The Biden Administration is using concerns about terrorism to crush Trump and supporters.
Don’t Take the Bait
Some friendly liberal advice to Republicans.
I want to offer my sincerest apologies for your present illiberal treatment by the Democrats, especially progressive Democrats. Your rights as Americans are being violated—in speech and in deed and in broad daylight. If present trends continue, it’s not going to end well for America.
May I offer you some advice? I know the nature of what you are up against. Progressives are bullies. They don’t like liberals either. Progressives don’t like the idea or reality of dissent. They are impatient with the democratic process and persuasion. It’s either their way or the Substack way. They are unbearable.
Heads up: they are goading you to a prime-time slaughter. A mild-mannered historian, Jon Meacham, framed a Bull Connor of a barn-burner speech for President Biden. As the race-baiting segregationist Connor once sought to do with blacks, Biden’s speech looked to put the deplorable outside our civic and social order as enemies of the people.
Meacham’s speech had a message for two groups of Republicans.
To the mainstream, populist-adjacent Republicans, the message was: It’s time to bend the knee and join the Liz Cheney, Democrat-sanctioned Republican future.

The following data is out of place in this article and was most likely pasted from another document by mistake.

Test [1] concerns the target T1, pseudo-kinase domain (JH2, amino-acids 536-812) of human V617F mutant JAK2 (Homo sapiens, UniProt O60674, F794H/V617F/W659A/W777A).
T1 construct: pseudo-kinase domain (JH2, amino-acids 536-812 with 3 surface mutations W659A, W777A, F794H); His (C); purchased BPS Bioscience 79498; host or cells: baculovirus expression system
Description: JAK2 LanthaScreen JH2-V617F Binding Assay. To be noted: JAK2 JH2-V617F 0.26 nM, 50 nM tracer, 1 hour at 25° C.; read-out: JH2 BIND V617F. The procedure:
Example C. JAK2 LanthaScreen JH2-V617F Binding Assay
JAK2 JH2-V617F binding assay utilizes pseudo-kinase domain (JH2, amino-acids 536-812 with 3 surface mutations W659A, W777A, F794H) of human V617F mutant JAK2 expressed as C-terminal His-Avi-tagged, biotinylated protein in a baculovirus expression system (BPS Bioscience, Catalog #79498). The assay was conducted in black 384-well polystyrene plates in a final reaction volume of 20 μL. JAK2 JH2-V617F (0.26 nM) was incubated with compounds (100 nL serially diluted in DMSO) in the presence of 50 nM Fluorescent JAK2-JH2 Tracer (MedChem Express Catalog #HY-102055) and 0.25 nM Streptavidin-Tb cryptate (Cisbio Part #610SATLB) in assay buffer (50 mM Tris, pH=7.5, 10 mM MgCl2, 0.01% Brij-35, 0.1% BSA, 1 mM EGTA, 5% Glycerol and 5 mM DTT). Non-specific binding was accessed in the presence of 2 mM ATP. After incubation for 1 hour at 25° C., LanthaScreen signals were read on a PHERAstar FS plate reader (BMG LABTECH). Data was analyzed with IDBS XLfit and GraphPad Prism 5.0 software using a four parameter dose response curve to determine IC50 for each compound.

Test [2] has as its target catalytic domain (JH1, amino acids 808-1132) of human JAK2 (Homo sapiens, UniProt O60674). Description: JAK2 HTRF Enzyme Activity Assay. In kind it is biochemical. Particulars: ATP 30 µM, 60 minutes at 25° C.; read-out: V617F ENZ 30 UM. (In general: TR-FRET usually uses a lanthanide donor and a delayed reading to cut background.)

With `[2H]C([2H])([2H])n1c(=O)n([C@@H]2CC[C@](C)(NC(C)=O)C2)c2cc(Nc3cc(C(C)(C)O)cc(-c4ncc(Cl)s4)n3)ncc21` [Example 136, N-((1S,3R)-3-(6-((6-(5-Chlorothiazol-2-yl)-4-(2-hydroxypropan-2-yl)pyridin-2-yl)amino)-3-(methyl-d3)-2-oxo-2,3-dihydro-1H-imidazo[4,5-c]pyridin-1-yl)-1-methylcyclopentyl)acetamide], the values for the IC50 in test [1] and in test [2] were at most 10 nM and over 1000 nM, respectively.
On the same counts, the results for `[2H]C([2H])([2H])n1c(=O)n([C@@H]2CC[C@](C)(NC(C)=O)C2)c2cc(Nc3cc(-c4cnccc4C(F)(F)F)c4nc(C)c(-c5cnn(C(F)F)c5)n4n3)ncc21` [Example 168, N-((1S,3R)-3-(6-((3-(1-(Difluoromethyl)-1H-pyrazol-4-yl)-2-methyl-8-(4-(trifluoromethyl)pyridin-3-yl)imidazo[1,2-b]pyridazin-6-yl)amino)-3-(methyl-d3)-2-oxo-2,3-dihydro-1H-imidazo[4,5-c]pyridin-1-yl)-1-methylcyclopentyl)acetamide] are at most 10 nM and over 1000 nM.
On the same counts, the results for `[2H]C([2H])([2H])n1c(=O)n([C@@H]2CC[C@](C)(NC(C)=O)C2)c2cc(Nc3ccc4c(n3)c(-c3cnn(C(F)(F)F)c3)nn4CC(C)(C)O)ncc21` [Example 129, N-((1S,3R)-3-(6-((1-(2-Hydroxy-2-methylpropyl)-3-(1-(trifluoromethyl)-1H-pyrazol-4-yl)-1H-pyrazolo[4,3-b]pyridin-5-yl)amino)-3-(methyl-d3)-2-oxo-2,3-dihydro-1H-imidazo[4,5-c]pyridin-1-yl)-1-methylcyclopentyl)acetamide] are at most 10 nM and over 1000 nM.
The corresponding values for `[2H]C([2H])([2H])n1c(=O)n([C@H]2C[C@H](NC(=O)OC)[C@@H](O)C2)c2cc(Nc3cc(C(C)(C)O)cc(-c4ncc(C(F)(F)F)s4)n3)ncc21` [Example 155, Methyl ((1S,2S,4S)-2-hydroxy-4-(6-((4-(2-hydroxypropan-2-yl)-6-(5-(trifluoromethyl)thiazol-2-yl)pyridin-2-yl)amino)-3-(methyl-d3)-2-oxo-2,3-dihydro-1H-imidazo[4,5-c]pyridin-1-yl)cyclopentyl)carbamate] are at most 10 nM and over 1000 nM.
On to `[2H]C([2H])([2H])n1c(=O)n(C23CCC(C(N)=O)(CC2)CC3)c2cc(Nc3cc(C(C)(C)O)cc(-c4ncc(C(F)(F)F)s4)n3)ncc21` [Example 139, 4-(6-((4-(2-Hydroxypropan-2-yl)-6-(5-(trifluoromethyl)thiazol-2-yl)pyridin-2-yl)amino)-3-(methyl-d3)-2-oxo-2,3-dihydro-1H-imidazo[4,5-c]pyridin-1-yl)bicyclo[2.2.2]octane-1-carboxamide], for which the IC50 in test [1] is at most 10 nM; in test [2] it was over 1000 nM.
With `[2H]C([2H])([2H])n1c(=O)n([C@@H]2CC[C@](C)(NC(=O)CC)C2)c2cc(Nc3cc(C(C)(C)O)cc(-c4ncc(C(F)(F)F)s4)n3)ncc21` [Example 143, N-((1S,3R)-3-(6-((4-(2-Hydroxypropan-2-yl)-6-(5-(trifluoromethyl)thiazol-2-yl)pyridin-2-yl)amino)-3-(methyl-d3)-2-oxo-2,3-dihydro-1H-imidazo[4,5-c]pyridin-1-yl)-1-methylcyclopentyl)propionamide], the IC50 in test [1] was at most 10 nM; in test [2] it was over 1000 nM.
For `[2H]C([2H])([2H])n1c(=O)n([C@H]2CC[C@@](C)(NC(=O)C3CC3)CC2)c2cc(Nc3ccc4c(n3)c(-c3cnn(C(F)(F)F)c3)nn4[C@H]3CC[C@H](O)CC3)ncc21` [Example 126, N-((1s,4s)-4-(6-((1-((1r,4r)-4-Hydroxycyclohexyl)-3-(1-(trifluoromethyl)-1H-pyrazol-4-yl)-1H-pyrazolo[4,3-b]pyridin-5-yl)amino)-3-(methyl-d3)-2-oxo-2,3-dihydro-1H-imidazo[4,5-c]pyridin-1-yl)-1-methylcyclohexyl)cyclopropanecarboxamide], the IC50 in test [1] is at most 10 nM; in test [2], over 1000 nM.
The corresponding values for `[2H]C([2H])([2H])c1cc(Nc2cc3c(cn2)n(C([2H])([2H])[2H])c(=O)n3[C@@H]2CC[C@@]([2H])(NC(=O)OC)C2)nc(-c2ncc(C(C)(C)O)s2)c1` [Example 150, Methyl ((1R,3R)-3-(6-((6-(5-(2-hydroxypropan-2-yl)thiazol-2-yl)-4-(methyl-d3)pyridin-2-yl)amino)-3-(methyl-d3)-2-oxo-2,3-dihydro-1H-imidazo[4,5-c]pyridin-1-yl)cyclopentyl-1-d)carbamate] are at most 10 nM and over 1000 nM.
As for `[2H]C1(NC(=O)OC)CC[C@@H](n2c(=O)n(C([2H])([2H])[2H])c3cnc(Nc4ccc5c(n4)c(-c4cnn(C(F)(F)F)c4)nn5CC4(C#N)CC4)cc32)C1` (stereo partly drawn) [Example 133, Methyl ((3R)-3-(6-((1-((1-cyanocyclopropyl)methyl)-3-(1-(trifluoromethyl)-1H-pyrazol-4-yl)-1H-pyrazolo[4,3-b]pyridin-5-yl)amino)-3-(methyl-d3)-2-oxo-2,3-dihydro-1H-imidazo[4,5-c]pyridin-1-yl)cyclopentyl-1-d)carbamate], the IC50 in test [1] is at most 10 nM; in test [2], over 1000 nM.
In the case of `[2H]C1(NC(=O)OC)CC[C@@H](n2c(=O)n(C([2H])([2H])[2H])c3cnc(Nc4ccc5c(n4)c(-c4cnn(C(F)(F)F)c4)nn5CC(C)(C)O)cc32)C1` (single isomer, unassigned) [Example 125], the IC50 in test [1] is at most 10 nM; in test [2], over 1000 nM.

To the “ultra MAGA” Republicans, the message was an intended provocation—a poke in the chest, a double-dare to stand up and push back.
The progressives are ready and wanting you to show up for a fight. They want you to show yourselves as the animals that they say you are. They are provoking folks who see themselves as American patriots so that they can cast them as domestic terrorists.
Don’t take the bait. They are looking to provoke a civil war. Instead, give them a civil rights response: peaceful and nonviolent protest is the only way forward. That’s the proven way to fight the oppression of a greater power with asymmetrical advantages.
It’s good to know the extent of the power behind the provocation, and the comparative strength of your arms.
With regard to voters, the United States is still evenly divided, but below the voter waterline, Democrats and Republicans are far from equals. Democrats have institutional arms that Republicans can’t match and don’t fully appreciate. The commanding heights of education, entertainment, media, Big Tech, big business, Wall Street, advertising, and the permanent state—these are all solid assets of Democrats. Even if Republicans win, and win, and win again, the Democrats are in a different weight and fight class. In their own heads and in reality, they are Leviathan.
One would think, looking at politics through this lens, that Democrats would calm down and ride the arc of history to eventual victory. The Republican frog is being slowly boiled. Why spike the heat and have them jump out? Just give it time. Instead, they are raising the heat to encourage the frog to jump.
Why would they do that? Because they can. They have the collective power to pull it off.